Part 1: The Purpose of Education

Introduction. A group of state leaders led the efforts “to develop the Common Core State Standards … in 2009” (Common Core State Standards Initiative, n.d., p. 1), with the release of the final English language arts and mathematics standards in mid-2010. By 2015, “42 states, the Department of Defense Education Activity, Washington, D.C., Guam, the Northern Marianas Islands, and the U.S. Virgin Islands [adopt] the CCSS in ELA/literacy and math” (2015). In the summer of 2011, Achieve coordinated the development and work of the Next Generation Science Standards, with the final document released in April of 2013 (Achieve, n.d.) Standards guided instruction since the first classroom, and in the 17th century, religious concepts, such as morality, family, and community, rather than academic pursuits, dominated those guiding principles. Horace Mann, in 1837, changed education with his concept of “common schools” (Cremin, 2021) as a means of standardizing public education. Since then, the design, development, and delivery of curriculum, instruction, and assessments became a key tenet of education. However, have these efforts improved education and preparing students for their futures? The reasons behind why we educate our children drive the decisions regarding how we educate our children.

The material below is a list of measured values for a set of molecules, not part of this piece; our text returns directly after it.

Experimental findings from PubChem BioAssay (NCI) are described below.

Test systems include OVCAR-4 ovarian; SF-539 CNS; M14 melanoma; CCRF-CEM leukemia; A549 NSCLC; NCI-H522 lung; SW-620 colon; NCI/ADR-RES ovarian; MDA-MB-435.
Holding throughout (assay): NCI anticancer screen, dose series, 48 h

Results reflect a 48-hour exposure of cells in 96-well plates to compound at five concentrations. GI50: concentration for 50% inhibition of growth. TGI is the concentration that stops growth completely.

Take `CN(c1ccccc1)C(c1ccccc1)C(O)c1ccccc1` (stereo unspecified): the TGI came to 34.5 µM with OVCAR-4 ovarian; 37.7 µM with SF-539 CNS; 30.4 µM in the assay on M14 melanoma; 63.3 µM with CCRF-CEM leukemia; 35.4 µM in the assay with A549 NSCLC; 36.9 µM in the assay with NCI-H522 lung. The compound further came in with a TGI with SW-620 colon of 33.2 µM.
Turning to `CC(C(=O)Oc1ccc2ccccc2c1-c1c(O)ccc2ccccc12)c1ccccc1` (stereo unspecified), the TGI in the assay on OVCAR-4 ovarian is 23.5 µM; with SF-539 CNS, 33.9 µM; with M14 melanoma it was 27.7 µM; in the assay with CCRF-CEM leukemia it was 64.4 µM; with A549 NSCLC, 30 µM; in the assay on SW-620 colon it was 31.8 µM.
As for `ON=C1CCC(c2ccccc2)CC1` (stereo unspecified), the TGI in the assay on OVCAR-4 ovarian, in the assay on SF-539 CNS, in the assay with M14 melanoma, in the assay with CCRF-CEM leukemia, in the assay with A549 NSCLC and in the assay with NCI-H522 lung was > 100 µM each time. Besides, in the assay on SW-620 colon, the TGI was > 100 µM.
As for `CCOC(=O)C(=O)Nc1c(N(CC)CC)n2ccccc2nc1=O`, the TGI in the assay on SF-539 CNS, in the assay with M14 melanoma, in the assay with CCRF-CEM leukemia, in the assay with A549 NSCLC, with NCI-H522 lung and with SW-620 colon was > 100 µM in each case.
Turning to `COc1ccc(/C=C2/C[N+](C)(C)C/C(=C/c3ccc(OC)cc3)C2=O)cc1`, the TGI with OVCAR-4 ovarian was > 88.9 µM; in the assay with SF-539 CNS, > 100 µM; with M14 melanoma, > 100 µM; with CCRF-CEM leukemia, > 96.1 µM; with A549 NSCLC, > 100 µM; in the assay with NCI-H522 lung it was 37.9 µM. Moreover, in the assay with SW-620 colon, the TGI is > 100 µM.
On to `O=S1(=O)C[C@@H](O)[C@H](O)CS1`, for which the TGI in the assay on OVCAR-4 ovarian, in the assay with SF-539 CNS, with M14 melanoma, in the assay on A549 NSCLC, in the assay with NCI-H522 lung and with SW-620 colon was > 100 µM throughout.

A historical perspective. The first school, Boston Latin School, opened in the Town of Boston in 1635 for the sons of the town’s ruling class (Lisa, 2021). With classroom teaching reserved for the male aristocracy, it might be appropriate to suppose education prepared these sons to assume control of the family business; a task the home might no longer be equipped to provide. By 1838, as indicated above, Mann advocated for public education for all students, regardless of race, ethnicity, and/or gender, through primary grades, which focused on six fundamental propositions: (1) an ignorant populace is unacceptable, (2) the public is educated for free, (3) diversity creates a better educational environment, (4) there should be a separation of church and state, (5) democracy should prevail in classrooms, and (6) well-trained, professional teachers must instruct (Cremin, 2021, p. 4). These principles suggest Mann’s purpose for education is a literate society. Then, throughout the 1850s and 1860s, when Darwin published On the Origin of Species and American’s fought in the Civil War, “geographic location largely determined whether students learned biblical creation or evolution in class and whether slavery was taught as the central cause of the Civil War instead of states’ rights and Northern aggression” ( (Lisa, 2021, p. 20), implying political power and propaganda propelling the purpose of education. Nearly a century later, when the Soviet Union beat America in reaching outer space, and again, now, since the turn of the century, America losing its dominance in the global economy forces education to address its literacy and numeracy competence, as well its lack of vocational training.